Pontefract Castle is a castle in the town of Pontefract, in the City of Wakefield, West Yorkshire, England. It was the site of the demise of Richard II of England, and later the place of a series of famous sieges during the English Civil War-History:...

, after the court arrived on August 23. It is believed that the infamous letter Catherine sent to Culpeper was sent during these proceedings. In this letter she wishes to know how he is and is troubled that he is ill. Catherine also writes, “I never longed so muche for [a] thynge as I do to se you and to speke wyth you, the wyche I trust shal be shortely now,” and “my trust ys allway in you that you wolbe as you have promysed me...” These statements cause some audiences to believe that their affair was not one of passion, but rather centred towards Culpeper’s political agenda. With Henry in poor health and only his very young son Edward
Edward VI of England
Edward VI was the King of England and Ireland from 28 January 1547 until his death. He was crowned on 20 February at the age of nine. The son of Henry VIII and Jane Seymour, Edward was the third monarch of the Tudor dynasty and England's first monarch who was raised as a Protestant...

 to succeed him, being Catherine's favourite would undoubtedly have put Culpeper in a very strong political position. As a well-liked member of the King’s Privy Chamber he enjoyed a close relationship with Henry. If the promise Catherine mentioned was in reference to his possible knowledge about her previous sexual relationship, Culpeper was most likely using this as leverage to gain power and control over the Queen herself. In her letter Catherine states that she longs to talk with Culpeper but does not mention any desire to be intimate with him.

Stories of the Queen's premarital indiscretions had meanwhile come to the attention of Thomas Cranmer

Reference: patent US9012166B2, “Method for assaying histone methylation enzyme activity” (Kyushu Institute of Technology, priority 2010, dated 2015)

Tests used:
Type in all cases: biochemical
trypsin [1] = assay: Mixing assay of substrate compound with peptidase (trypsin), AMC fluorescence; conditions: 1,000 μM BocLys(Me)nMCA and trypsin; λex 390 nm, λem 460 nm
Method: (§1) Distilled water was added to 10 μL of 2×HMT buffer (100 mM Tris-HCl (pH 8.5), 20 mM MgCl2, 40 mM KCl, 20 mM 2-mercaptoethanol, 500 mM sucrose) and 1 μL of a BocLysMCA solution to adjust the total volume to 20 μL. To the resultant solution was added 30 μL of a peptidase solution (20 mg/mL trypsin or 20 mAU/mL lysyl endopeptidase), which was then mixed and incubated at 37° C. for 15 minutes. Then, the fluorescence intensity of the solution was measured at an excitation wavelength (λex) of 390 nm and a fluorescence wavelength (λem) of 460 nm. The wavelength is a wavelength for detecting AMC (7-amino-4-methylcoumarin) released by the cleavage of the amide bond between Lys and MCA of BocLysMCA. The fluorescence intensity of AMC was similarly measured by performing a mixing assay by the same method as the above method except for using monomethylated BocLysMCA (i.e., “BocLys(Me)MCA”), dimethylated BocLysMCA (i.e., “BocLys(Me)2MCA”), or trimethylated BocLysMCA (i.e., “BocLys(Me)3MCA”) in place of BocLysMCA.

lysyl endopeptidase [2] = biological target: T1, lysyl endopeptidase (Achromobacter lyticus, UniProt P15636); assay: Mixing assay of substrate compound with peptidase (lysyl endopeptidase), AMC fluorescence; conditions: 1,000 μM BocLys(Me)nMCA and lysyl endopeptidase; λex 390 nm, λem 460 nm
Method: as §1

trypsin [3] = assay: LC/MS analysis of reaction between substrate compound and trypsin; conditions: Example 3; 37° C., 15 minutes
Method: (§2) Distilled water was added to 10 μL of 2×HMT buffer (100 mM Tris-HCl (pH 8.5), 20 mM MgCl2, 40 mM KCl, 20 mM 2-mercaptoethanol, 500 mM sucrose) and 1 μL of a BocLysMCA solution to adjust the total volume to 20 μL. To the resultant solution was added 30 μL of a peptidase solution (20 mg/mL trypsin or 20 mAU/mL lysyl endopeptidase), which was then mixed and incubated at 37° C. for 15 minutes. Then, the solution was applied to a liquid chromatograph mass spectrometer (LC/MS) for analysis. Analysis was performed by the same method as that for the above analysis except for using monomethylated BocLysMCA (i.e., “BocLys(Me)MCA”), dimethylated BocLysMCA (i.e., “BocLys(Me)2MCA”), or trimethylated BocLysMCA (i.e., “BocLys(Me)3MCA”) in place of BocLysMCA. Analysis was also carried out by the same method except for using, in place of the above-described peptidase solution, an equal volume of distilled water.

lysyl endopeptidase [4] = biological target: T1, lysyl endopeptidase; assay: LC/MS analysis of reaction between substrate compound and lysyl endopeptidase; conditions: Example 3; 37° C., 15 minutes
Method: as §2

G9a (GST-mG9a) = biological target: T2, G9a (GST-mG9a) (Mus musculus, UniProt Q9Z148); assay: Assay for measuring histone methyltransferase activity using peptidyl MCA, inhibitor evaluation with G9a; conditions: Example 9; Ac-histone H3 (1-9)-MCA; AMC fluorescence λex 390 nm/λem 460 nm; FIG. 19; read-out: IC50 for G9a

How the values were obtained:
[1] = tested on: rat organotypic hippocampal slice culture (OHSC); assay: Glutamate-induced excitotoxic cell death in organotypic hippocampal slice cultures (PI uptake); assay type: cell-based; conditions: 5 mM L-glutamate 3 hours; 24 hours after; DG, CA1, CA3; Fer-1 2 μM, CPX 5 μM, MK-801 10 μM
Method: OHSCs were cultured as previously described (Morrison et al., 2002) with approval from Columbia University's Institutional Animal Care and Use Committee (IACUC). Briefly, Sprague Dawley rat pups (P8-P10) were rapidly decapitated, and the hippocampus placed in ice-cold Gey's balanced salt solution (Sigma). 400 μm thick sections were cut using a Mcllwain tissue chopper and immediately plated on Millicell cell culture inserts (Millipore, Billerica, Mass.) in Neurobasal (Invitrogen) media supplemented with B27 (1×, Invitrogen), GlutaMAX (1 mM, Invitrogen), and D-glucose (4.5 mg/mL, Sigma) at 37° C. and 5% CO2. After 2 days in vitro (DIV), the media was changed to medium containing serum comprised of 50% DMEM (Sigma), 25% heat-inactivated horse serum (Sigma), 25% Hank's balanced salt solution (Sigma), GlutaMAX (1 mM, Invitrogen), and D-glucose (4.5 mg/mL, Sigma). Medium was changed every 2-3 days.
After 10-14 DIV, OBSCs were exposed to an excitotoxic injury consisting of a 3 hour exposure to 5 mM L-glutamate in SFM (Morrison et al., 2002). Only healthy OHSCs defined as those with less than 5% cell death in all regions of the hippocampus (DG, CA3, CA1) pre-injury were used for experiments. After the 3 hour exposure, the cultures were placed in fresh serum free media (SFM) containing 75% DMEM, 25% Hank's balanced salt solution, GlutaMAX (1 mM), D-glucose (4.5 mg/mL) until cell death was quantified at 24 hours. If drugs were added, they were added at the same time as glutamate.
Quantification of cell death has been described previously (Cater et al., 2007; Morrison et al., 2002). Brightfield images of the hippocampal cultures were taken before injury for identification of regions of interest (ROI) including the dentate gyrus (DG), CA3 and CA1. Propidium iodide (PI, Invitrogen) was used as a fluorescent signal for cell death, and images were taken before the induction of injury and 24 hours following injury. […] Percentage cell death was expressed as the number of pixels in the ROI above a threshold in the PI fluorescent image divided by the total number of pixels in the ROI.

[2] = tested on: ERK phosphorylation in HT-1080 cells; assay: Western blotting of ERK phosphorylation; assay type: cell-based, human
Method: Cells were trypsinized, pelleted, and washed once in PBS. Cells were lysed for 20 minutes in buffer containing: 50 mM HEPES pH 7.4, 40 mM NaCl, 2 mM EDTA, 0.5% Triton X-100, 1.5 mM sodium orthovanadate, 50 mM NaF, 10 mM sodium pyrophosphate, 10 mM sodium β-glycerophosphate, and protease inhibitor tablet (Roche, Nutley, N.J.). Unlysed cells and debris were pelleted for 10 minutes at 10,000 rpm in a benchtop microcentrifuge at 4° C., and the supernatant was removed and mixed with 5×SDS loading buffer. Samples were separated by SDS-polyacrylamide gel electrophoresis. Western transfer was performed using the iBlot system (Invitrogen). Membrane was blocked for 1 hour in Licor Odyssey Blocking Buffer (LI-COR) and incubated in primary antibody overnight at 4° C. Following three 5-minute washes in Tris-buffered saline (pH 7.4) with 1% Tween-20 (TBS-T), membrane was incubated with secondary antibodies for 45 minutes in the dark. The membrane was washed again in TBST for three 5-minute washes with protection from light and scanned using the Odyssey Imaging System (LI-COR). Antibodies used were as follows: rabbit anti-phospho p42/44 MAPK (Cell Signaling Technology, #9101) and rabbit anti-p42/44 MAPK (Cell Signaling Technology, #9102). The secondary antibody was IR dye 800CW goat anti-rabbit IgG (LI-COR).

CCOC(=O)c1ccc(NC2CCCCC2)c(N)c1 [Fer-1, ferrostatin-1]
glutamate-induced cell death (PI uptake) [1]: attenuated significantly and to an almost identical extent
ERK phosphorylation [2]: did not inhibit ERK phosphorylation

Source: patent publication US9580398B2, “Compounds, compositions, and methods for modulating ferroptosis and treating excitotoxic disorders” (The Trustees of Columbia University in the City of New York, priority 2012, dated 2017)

Thomas Cranmer
Thomas Cranmer was a leader of the English Reformation and Archbishop of Canterbury during the reigns of Henry VIII, Edward VI and, for a short time, Mary I. He helped build a favourable case for Henry's divorce from Catherine of Aragon which resulted in the separation of the English Church from...

, then Archbishop of Canterbury
Archbishop of Canterbury
The Archbishop of Canterbury is the senior bishop and principal leader of the Church of England, the symbolic head of the worldwide Anglican Communion, and the diocesan bishop of the Diocese of Canterbury. In his role as head of the Anglican Communion, the archbishop leads the third largest group...

. During Cranmer's investigations, he came across rumours of an affair between the Queen and Culpeper; Culpeper was soon arrested for questioning. Both he and the Queen denied the allegations, but a love letter from Catherine to Culpeper, found during a search of Culpeper's quarters, provided the evidence for which Cranmer was looking. Whether the association between Culpeper and the Queen was ever consummated is still debated by historians, but the letter gives clear evidence of Catherine's feelings for Culpeper. Also in the love letter was a reference to Jane Boleyn, Lady Rochford.

Downfall and execution

Culpeper was arrested on orders from King Henry and, in December 1541, was tried for adultery alongside Francis Dereham
Francis Dereham
Francis Dereham was a Tudor courtier whose involvement with Henry VIII's fifth Queen, Catherine Howard, in her youth was a principal cause of the Queen's execution.-Life:...

, who was separately accused of adultery with the Queen before her marriage to Henry. Catherine had not hidden the affair with Culpeper from members of her household, who now testified against her to protect themselves.

The Queen was portrayed as having seduced Culpeper at Chenies Palace
Chenies Manor House
Chenies Manor House, at Chenies, Buckinghamshire, southern England, a Grade I Listed Building, known formerly as Chenies Palace, was owned by the Cheyne family who were granted the manorial rights in 1180. The current house was built around 1460 by Sir John Cheyne...

 in Buckinghamshire
Buckinghamshire is a ceremonial and non-metropolitan home county in South East England. The county town is Aylesbury, the largest town in the ceremonial county is Milton Keynes and largest town in the non-metropolitan county is High Wycombe....

, although it could easily have been the other way around. With testimony given of private meetings at Hatfield House
Hatfield House
Hatfield House is a country house set in a large park, the Great Park, on the eastern side of the town of Hatfield, Hertfordshire, England. The present Jacobean house was built in 1611 by Robert Cecil, First Earl of Salisbury and Chief Minister to King James I and has been the home of the Cecil...

 in Hertfordshire